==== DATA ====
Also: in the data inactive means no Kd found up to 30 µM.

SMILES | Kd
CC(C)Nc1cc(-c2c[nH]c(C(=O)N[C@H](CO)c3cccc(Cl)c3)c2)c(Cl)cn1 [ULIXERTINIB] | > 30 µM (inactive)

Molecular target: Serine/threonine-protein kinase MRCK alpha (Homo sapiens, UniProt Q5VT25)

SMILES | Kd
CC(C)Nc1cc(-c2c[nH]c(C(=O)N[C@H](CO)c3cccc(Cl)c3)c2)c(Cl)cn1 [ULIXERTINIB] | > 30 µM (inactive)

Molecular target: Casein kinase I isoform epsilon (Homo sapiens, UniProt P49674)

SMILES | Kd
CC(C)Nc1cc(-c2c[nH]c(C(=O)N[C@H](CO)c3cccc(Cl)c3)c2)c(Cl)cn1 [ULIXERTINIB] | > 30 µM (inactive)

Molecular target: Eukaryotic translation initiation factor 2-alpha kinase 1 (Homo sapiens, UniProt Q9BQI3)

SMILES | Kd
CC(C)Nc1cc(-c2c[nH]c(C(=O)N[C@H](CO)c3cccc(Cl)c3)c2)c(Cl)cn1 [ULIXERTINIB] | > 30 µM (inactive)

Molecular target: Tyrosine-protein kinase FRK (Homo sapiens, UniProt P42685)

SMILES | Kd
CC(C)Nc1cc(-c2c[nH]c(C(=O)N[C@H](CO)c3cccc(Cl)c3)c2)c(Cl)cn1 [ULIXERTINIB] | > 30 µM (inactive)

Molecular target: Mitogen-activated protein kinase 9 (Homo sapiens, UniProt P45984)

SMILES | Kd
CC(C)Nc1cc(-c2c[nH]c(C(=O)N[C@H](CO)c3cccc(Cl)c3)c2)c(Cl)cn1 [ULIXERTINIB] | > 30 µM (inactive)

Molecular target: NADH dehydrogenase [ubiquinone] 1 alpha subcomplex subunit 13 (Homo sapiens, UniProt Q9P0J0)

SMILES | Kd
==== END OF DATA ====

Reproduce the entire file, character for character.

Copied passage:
Also: in the data inactive means no Kd found up to 30 µM.

SMILES | Kd
CC(C)Nc1cc(-c2c[nH]c(C(=O)N[C@H](CO)c3cccc(Cl)c3)c2)c(Cl)cn1 [ULIXERTINIB] | > 30 µM (inactive)

Molecular target: Serine/threonine-protein kinase MRCK alpha (Homo sapiens, UniProt Q5VT25)

SMILES | Kd
CC(C)Nc1cc(-c2c[nH]c(C(=O)N[C@H](CO)c3cccc(Cl)c3)c2)c(Cl)cn1 [ULIXERTINIB] | > 30 µM (inactive)

Molecular target: Casein kinase I isoform epsilon (Homo sapiens, UniProt P49674)

SMILES | Kd
CC(C)Nc1cc(-c2c[nH]c(C(=O)N[C@H](CO)c3cccc(Cl)c3)c2)c(Cl)cn1 [ULIXERTINIB] | > 30 µM (inactive)

Molecular target: Eukaryotic translation initiation factor 2-alpha kinase 1 (Homo sapiens, UniProt Q9BQI3)

SMILES | Kd
CC(C)Nc1cc(-c2c[nH]c(C(=O)N[C@H](CO)c3cccc(Cl)c3)c2)c(Cl)cn1 [ULIXERTINIB] | > 30 µM (inactive)

Molecular target: Tyrosine-protein kinase FRK (Homo sapiens, UniProt P42685)

SMILES | Kd
CC(C)Nc1cc(-c2c[nH]c(C(=O)N[C@H](CO)c3cccc(Cl)c3)c2)c(Cl)cn1 [ULIXERTINIB] | > 30 µM (inactive)

Molecular target: Mitogen-activated protein kinase 9 (Homo sapiens, UniProt P45984)

SMILES | Kd
CC(C)Nc1cc(-c2c[nH]c(C(=O)N[C@H](CO)c3cccc(Cl)c3)c2)c(Cl)cn1 [ULIXERTINIB] | > 30 µM (inactive)

Molecular target: NADH dehydrogenase [ubiquinone] 1 alpha subcomplex subunit 13 (Homo sapiens, UniProt Q9P0J0)

SMILES | Kd